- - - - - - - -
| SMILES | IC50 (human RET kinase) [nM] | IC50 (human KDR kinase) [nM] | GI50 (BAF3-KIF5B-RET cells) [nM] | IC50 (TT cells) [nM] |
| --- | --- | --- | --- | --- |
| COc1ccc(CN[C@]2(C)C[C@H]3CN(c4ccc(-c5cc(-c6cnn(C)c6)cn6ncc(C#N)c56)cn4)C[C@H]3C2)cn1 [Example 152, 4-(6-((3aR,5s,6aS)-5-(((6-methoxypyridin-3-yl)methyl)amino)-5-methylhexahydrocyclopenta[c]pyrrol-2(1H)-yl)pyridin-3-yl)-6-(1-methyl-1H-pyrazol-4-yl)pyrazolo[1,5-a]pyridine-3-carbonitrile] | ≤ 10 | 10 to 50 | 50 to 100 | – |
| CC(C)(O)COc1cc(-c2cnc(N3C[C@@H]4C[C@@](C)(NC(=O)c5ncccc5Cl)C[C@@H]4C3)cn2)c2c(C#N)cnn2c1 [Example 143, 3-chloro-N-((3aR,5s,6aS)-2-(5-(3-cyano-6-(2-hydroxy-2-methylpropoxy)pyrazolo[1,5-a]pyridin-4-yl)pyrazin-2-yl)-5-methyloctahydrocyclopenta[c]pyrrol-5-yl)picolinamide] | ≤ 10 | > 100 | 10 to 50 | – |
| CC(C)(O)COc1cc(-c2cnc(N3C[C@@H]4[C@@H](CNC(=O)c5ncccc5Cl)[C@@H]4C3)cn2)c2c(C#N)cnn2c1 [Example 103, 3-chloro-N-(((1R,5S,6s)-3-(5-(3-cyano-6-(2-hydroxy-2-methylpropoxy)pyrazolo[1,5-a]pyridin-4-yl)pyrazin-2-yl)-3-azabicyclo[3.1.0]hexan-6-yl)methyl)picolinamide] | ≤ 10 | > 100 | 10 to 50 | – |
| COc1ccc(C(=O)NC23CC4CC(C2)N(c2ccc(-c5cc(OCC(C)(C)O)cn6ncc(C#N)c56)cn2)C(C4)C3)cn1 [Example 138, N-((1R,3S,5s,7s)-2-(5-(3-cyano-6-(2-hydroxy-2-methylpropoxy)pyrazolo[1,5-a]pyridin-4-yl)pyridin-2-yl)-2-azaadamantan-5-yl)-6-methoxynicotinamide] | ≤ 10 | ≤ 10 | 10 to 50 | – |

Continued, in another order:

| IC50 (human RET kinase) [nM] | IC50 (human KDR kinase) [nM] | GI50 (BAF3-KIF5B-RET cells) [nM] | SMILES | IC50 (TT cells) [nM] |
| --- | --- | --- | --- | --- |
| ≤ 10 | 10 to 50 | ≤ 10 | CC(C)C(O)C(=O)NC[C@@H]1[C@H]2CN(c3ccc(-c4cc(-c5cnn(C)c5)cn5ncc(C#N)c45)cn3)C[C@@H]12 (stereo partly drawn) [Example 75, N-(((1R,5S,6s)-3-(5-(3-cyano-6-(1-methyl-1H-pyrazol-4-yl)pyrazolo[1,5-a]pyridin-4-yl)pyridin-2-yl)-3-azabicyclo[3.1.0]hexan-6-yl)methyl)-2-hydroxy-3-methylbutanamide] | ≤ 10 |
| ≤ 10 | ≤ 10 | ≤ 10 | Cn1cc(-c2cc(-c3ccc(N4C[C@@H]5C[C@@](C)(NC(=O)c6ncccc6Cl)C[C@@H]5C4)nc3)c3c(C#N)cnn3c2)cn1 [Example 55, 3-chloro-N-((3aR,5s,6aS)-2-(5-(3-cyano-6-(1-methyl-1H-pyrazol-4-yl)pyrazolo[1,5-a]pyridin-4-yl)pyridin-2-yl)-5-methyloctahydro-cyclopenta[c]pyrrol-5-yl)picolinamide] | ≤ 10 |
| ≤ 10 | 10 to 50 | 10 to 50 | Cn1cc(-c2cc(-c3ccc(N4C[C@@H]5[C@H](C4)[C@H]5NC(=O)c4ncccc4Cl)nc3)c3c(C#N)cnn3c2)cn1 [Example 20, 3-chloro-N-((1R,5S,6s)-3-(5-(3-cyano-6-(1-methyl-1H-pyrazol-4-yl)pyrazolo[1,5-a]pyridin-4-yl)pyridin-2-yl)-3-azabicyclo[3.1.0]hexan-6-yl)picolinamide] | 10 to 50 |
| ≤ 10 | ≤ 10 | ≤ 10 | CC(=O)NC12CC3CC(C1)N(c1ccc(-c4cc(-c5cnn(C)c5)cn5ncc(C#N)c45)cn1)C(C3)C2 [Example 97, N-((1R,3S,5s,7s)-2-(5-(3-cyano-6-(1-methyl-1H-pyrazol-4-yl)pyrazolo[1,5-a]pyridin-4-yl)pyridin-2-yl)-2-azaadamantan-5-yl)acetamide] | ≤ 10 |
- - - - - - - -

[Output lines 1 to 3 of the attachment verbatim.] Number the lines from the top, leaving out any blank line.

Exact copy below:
| SMILES | IC50 (human RET kinase) [nM] | IC50 (human KDR kinase) [nM] | GI50 (BAF3-KIF5B-RET cells) [nM] | IC50 (TT cells) [nM] |
| --- | --- | --- | --- | --- |
| COc1ccc(CN[C@]2(C)C[C@H]3CN(c4ccc(-c5cc(-c6cnn(C)c6)cn6ncc(C#N)c56)cn4)C[C@H]3C2)cn1 [Example 152, 4-(6-((3aR,5s,6aS)-5-(((6-methoxypyridin-3-yl)methyl)amino)-5-methylhexahydrocyclopenta[c]pyrrol-2(1H)-yl)pyridin-3-yl)-6-(1-methyl-1H-pyrazol-4-yl)pyrazolo[1,5-a]pyridine-3-carbonitrile] | ≤ 10 | 10 to 50 | 50 to 100 | – |